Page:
Yours faithfully,
S. Chandraswami, Calcutta

Inferior state

Sir — As Madhushree C. Bhowmik pointed out in her article, “States of division and misrule” (April 14), residents of Deogarh district, particularly the Bengalis, are averse to inclusion in Jharkhand. The excuse offered is that the mixed culture of the north Biharis and Bengalis is sharply distinct from that of the tribals. Under the same pretext the residents of Dhanbad, Jamshedpur, Ranchi, Hazaribagh and Giridih can also object to being part of the proposed state. What Bengali and Bihari settlers in the north think in this context is completely irrelevant. Only the tribal people, the real sons of the soil, can take a decision regarding the status of the region.

India is a free country where the citizens can settle in any part of it. The demographic change of any region is not fully unexpected, given constant migration from one region to another. However, if the migrant majority has the final say in every affair and the indigenous minority is given the cold shoulder, it will not augur well for the country. This will make every ethnic group wary of the other groups for the fear of being dispossessed of rights and culture in its homeland. The unity of the country will then be jeopardized.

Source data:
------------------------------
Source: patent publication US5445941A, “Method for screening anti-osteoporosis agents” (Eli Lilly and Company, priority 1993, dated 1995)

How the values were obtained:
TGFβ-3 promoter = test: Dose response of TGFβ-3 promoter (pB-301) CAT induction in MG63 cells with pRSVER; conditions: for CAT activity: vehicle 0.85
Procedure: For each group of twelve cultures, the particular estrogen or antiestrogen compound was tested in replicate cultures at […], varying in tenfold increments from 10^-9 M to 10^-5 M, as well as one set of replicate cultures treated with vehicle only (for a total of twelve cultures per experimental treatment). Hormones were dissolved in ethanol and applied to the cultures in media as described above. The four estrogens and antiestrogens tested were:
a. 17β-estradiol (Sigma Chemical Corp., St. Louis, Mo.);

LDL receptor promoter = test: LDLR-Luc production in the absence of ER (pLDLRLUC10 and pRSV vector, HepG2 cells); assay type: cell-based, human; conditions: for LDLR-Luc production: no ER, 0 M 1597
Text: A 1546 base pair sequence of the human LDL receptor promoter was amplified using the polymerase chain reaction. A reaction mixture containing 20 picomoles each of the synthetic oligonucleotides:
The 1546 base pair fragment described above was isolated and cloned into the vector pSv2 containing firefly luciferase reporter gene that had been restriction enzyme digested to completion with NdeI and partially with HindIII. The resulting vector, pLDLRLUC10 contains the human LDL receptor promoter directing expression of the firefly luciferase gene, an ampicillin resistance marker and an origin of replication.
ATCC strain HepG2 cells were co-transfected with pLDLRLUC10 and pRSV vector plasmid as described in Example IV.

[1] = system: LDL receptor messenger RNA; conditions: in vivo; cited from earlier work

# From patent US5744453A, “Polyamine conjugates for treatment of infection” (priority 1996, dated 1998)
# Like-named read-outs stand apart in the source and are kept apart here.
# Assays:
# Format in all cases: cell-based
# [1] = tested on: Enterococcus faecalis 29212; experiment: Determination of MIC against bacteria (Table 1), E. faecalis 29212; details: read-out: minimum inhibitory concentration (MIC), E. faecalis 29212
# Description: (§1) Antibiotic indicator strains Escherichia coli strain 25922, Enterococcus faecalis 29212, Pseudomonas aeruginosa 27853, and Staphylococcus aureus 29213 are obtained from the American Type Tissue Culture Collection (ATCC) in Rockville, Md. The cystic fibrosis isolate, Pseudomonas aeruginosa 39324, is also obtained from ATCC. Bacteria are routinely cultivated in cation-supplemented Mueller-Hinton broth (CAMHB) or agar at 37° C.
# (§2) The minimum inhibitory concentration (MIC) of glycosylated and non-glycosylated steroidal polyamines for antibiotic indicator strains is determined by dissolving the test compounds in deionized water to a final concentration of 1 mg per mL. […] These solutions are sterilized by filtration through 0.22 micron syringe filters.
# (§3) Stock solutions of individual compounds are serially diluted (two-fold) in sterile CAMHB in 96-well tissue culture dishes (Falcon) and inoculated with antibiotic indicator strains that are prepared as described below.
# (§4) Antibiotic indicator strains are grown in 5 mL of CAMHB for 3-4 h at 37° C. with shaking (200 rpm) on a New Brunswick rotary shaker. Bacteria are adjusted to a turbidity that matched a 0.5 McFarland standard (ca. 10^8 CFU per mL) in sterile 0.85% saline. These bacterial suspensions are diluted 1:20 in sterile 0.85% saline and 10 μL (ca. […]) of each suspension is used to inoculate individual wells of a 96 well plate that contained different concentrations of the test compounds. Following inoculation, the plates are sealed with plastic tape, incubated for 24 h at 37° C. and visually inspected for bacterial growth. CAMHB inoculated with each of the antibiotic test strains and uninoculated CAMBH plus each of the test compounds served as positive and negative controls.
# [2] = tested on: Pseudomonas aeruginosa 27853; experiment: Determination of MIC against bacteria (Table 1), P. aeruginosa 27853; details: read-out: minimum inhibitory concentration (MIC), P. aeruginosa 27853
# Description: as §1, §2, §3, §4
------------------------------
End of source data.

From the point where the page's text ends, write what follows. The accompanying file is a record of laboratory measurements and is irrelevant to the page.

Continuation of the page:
The migrant community should always remain respectful of the culture and people of the adopted region and aim for peaceful coexistence instead of superseding the latter or dictating to it. Only tribal residents of these regions are entitled to demarcate the boundaries of the state and say whether it should be named Jharkhand or Vananchal.

Yours faithfully,
Kajal Chatterjee, Dhanbad

Sir — It is amazing that the Communist Party of India (Marxist) is opposing the creation of a separate Jharkhand state. The party does not seem to recognize that the tribal people in the Jharkhand area, which includes parts of Bihar, West Bengal, Madhya Pradesh and Orissa, are distinct ethnic groups with their own language, culture and belief system. They deserve to have a state of their own. Perhaps the CPI(M), being the ruling party in West Bengal, is afraid that a few districts of West Bengal will have to be eventually merged with the new Jharkhand state.

Yours faithfully,
Yogesh Gupta, Hyderabad